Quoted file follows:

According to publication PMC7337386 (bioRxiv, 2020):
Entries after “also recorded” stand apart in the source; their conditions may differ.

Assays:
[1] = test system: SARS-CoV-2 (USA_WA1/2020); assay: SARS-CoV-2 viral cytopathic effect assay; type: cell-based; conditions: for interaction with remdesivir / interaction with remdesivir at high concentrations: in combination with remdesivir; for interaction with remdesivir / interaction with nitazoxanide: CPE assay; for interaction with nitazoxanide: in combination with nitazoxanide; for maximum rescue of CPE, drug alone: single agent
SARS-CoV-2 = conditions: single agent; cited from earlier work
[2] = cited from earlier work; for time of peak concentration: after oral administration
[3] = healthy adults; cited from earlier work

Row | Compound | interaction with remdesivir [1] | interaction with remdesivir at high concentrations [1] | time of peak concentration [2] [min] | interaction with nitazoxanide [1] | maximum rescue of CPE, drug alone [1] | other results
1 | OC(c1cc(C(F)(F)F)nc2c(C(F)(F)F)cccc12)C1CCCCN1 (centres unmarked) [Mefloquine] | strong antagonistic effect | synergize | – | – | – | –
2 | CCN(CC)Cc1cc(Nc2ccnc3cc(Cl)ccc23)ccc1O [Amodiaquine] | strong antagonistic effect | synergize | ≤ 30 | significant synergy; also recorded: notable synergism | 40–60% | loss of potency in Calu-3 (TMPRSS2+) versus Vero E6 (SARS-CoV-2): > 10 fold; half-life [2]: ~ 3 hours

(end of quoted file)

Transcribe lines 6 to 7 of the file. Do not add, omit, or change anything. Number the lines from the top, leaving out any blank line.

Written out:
[2] = cited from earlier work; for time of peak concentration: after oral administration
[3] = healthy adults; cited from earlier work